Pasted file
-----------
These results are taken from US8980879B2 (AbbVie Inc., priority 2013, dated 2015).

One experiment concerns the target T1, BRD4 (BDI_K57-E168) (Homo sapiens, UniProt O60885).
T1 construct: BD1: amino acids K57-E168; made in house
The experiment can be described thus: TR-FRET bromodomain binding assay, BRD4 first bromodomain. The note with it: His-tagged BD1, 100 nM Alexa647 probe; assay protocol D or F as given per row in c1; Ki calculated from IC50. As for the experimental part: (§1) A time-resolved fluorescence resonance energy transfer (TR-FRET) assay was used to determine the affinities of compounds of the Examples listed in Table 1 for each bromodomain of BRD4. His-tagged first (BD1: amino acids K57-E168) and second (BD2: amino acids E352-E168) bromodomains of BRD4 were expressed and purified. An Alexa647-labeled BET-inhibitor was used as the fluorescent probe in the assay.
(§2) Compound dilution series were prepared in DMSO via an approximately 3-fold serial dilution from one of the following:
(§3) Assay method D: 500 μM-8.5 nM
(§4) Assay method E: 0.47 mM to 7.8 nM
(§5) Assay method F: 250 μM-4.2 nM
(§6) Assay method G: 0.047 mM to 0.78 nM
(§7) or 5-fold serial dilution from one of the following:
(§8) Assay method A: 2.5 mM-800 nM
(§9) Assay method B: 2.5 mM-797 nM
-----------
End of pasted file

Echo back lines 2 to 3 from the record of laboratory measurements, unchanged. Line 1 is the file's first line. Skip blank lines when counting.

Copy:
One experiment concerns the target T1, BRD4 (BDI_K57-E168) (Homo sapiens, UniProt O60885).
T1 construct: BD1: amino acids K57-E168; made in house